Definition and Detailed Explanation of Azeotropic Distillation

An azeotrope is a liquid mixture with an equilibrium vapour of the same composition as the liquid. The dew point and bubble point are identical in the azeotropic composition and the mixture. Close boiling components showing small deviations from ideality may form an azeotrope. An azeotrope exhibits a maximum Or a minimum boiling point relative to the boiling point of pure liquids and, thus classified as maximum boiling and minimum boiling azeotropes

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Azeotrope mixture be separated by distillation

Minimum boiling azeotrope will boil at a temperature higher than the boiling points of pure components. The temperature composition diagrams and equilibrium diagrams for liquid mixture forming azeotropes at constant pressure are shown below pictures. Here we will see that the equilibrium curve crosses the diagonal-which is an indication of the existence of an azeotrope, i. e. y = x, and the mixture will not be separated by ordinary distillation.

Azeotropic Distillation and Azeotrope explain

Minimum boiling azeotrope system carbon disulfide-acetone in one atmosphere

Minimum boiling azeotrope system carbon disulfide-acetone in one atmosphere

Maximum boiling azeotrope system chloroform-acetone at one-atmosphere pressure

Refer to Fig. For all the mixtures of composition less than P, the equilibrium vapour is richer in more volatile components than the liquid, while for all mixtures of composition greater than P the equilibrium vapour is less rich in more volatile components than the liquid. The mixture of composition P gives the vapour of composition identical to the liquid. In such cases, complete separation by ordinary fractionation may not be possible. The constituents of a binary azeotrope are separated completely by (1) adding a third component to the binary mixture and (2) changing the system pressure.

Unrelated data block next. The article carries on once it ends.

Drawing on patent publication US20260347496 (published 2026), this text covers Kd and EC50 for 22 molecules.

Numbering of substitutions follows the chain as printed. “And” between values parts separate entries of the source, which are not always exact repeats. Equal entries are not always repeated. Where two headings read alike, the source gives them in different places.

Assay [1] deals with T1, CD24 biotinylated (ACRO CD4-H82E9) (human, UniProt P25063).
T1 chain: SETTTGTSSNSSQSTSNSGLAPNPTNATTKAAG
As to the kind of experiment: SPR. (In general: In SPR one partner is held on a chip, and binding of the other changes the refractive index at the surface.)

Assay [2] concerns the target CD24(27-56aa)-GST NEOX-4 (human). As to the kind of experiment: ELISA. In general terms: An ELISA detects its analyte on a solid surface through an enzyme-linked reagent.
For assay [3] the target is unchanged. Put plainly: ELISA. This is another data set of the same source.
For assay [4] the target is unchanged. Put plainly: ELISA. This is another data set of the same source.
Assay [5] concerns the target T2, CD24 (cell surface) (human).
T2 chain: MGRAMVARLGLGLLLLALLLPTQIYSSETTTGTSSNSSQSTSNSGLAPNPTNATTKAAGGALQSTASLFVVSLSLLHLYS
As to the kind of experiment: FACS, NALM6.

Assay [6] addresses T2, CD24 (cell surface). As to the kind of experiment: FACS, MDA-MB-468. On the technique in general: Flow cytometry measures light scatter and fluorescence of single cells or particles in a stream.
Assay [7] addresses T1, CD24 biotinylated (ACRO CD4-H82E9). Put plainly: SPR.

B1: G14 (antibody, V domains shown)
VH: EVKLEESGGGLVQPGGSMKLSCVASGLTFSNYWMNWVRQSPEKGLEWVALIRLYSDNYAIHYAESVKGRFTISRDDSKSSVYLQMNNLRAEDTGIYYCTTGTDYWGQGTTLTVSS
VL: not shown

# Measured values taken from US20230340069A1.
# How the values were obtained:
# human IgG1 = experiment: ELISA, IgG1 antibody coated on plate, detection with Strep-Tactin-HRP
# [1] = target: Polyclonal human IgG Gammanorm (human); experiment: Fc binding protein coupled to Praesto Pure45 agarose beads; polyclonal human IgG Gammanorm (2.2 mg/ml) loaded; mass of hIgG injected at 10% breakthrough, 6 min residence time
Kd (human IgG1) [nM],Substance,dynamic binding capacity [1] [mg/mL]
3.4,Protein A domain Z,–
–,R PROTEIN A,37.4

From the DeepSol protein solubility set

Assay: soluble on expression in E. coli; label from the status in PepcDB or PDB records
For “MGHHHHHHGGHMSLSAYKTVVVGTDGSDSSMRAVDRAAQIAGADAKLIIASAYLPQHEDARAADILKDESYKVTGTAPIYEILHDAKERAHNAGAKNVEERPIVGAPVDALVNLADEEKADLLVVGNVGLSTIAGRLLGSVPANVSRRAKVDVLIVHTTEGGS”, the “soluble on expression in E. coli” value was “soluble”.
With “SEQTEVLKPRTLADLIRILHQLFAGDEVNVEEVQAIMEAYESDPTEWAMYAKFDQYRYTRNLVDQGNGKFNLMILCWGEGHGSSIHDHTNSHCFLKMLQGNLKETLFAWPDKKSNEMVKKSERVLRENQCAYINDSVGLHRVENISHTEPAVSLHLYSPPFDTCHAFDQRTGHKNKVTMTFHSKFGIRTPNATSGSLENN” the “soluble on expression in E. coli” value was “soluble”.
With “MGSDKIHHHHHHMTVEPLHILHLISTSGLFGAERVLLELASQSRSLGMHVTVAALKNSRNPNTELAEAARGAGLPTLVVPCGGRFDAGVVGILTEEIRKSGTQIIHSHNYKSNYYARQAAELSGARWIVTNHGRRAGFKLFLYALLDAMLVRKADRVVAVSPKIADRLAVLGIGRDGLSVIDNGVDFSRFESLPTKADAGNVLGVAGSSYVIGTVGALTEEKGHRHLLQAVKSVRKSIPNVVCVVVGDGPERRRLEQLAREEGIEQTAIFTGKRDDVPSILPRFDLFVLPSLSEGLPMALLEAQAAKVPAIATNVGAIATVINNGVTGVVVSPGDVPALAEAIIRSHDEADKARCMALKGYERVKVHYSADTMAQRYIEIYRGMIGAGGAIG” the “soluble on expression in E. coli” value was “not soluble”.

Azeotrope Distillation Breaker

The third component (which is relatively volatile) added to a binary azeotrope usually forms a low-boiling azeotrope with one of the feed constituents and is withdrawn as the overhead product/distillate. The third component added to break the binary azeotrope to affect its separation into pure components is called the entertainer/azeotrope breaker. 

Azeotropic distillation ethanol-water benzene

In this process, the component added forms an azeotrope with one of the feed components and the azeotrope is withdrawn as either the overhead or bottom product.

Ethanol-water azeotrope 

A binary azeotrope system containing ethanol and water forms a minimum boiling azeotrope at 99% by weight ethanol and thus blocks the production of pure components by ordinary distillation. The separation into almost pure form is effected by adding benzene as an entertainer to this binary azeotrope. In the azeotrope distillation technique of this system, the alcohol-water mixture containing 96% alcohol is fed to a first column, benzene used as an entertainer forms a low boiling ternary azeotrope (containing benzene alcohol and water) which is removed as a top product and nearly pure alcohol is taken out as a bottom product. 

The overhead from the first column is condensed, and phase separation is achieved in a decanter. The benzene-rich phase is returned to the first distillation column and the water-rich phase is sent to a second distillation column. The overhead from the second column containing benzene in major proportion is fed back to the first column while the aqueous solution of alcohol-water azeotrope as an overhead product (to be mixed with the feed) and pure water is the bottom product. 

Take these Notes is, Orginal Sources: Unit Operations-II, KA Gavhane


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